#13: Humphrey Bogart
When the American Film Institute put out their list of greatest screen legends, it was Humphrey Bogart who topped the male side of the list. His stardom can’t be denied, but it could also be a reason he doesn’t always get the credit for his acting talents that he deserves. Talents that saw him create the model for the iconic film noir detective in “The Maltese Falcon” and “The Big Sleep”. And then there’s Rick Blaine in “Casablanca”. A heartbroken man with the strength to let go of the woman he loved because it was the right thing to do. If you never see a Bogart film, you'll regret it. Maybe not today. Maybe not tomorrow, but soon and for the rest of your life.
#12: Ingrid Bergman
After about 5 years making movies in Sweden and Germany, Bergman made the jump to Hollywood and the movie industry was all the better for it. Her most famous role was opposite Humphrey Bogart in “Casablanca”, however, as time went by, Bergman continued to impress critics and film goers alike with her versatility. In “Gaslight” she plays a woman falsely convinced that she’s losing her mind. Bergman won her first Oscar for the role, and 30 years later she won her third playing a passenger on the Orient Express.
#11: Jack Nicholson
While everyone does a Jack Nicholson impression, when it comes to his ability as an actor, there are few who compare. Off screen he has a cool guy with sunglasses aura, on screen Nicholson has proved his ability to do pretty much anything. For some, his role in “The Shining” is the top. For others there’s no more iconic Nicholson than “One Flew Over the Cuckoo's Nest” or “Chinatown”. And we still haven't mentioned “A Few Good Men”, “As Good as It Gets” or “The Departed”. And if longevity means anything to you, allow us to point out the fact that Nicholson was nominated for an acting Oscar every decade from the ‘60s thru the 2000s.
#10: Tom Hanks
Comedy, drama, romance… Tom Hanks can do it all. Hanks can float from one genre to another and knock it out of the park each time like few other actors can. He made his name in ‘80s comedies and became a rom-com icon in the ‘90s. But while other actors could have easily been boxed into those types of movies, Hanks showed off his range, winning two consecutive Best Actor Oscars for “Philadelphia” and “Forrest Gump”. He also made us cry over a volleyball - how many actors can say that? Hanks might be the nicest guy in Hollywood, but he’s also one of the best actors.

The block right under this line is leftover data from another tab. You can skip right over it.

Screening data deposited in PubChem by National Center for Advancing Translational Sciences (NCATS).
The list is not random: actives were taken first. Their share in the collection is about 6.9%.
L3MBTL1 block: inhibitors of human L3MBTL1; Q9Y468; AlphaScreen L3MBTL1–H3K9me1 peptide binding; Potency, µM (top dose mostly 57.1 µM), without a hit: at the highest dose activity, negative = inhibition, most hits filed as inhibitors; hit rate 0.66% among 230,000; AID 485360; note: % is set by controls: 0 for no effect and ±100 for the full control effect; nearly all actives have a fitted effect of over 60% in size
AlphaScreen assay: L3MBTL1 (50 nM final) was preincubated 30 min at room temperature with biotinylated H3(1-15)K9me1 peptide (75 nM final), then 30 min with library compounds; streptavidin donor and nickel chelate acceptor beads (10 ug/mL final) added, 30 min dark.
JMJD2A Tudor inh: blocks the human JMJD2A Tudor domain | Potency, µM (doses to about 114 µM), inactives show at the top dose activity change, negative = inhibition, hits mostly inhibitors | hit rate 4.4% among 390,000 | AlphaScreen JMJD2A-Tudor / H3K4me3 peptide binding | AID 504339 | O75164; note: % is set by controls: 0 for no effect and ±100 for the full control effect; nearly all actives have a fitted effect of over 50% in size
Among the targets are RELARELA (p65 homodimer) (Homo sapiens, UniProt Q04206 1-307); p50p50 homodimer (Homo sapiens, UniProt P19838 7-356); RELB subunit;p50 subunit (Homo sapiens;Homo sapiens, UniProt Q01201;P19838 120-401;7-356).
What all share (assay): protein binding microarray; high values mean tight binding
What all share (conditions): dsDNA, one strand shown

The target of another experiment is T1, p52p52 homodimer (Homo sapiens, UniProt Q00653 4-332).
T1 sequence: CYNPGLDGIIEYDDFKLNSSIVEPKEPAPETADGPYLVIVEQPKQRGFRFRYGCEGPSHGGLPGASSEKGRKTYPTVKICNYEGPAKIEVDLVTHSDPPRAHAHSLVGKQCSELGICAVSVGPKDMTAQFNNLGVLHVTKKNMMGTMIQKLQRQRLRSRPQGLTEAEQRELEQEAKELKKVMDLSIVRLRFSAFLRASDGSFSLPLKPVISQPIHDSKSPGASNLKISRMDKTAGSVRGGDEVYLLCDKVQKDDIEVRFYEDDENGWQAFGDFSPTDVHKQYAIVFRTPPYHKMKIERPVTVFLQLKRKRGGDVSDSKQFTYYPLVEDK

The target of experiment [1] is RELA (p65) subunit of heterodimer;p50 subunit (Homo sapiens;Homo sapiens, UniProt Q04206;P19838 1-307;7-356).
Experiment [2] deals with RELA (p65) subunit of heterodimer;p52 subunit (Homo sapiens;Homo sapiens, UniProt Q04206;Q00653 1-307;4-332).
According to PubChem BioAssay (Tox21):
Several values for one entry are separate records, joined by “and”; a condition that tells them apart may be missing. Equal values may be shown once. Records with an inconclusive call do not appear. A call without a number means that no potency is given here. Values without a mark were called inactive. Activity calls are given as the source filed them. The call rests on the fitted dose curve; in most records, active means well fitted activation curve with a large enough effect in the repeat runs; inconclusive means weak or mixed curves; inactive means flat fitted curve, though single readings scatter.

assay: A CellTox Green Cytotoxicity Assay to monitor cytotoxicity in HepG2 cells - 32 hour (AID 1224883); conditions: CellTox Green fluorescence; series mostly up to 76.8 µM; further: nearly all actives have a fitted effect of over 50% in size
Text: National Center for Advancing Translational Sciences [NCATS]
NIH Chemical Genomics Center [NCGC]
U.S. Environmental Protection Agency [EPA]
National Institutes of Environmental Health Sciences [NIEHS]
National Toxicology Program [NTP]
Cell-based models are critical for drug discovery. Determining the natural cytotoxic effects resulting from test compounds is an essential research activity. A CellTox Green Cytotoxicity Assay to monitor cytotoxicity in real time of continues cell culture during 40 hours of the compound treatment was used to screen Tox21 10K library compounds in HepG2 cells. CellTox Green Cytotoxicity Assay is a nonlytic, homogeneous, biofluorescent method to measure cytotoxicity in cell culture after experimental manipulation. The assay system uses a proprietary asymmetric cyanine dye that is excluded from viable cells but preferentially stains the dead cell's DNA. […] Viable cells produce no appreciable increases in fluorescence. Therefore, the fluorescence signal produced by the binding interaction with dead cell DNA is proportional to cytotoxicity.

#9: Audrey Hepburn
Audrey Hepburn’s breakout role, and the one that earned her an Oscar, was Princess Ann in “Roman Holiday”. A true natural beauty, audiences fell in love with Hepburn in that movie and that love continued to flourish for the rest of her amazing career. In “Sabrina” and “Charade”, Hepburn didn’t just hold her own opposite the likes of Humphrey Bogart and Cary Grant, she forced them to bring their A-games to keep up with her. And then there was Holly Golightly. Innocent and worldly. Sweet and sophisticated. High-born and charitable. Audrey Hepburn was all that and more and could play it all on the stage and up on the silver screen as well.
#8: Al Pacino
While most associated with big, loud outbursts and moments of climactic exclamations, pigeon-holing Al Pacino in that way does a disservice to one of the greatest acting talents Hollywood has ever seen. Sure he’s great at being loud, but that is not where his greatness comes from. For all of the “you’re out of order” and “Attica, Attica, Attica”, there are also moments of quiet conversation, true studies in character that are just as riveting. He can be the head of a criminal family or an aging, paranoid mid-level mafioso. He can do Shakespeare and Mamet, and he does it all with a force and a deep connection with character and truth that continues to impress.
#7: Sidney Poitier
Besides his talents as an actor, Sidney Poitier’s influence and importance on the African-American experience can’t be minimized. Poitier had a talent and a determination that defied simple black stereotypes and he brought that nuance and truth to all his characters. With his Best Actor Oscar for 1963’s “Lilies of the Field”, Poitier became the first Black actor to win in said category. From “The Defiant Ones” to “In the Heat of the Night” Poitier continuously subverted expectations and earned the respect of critics, audiences and his peers. While studios in the ‘50s and ‘60s used to edit out black actors for certain audiences, as Denzel Washington put it, “you couldn't cut Sidney Poitier out of a Sidney Poitier picture”.
#6: Robert De Niro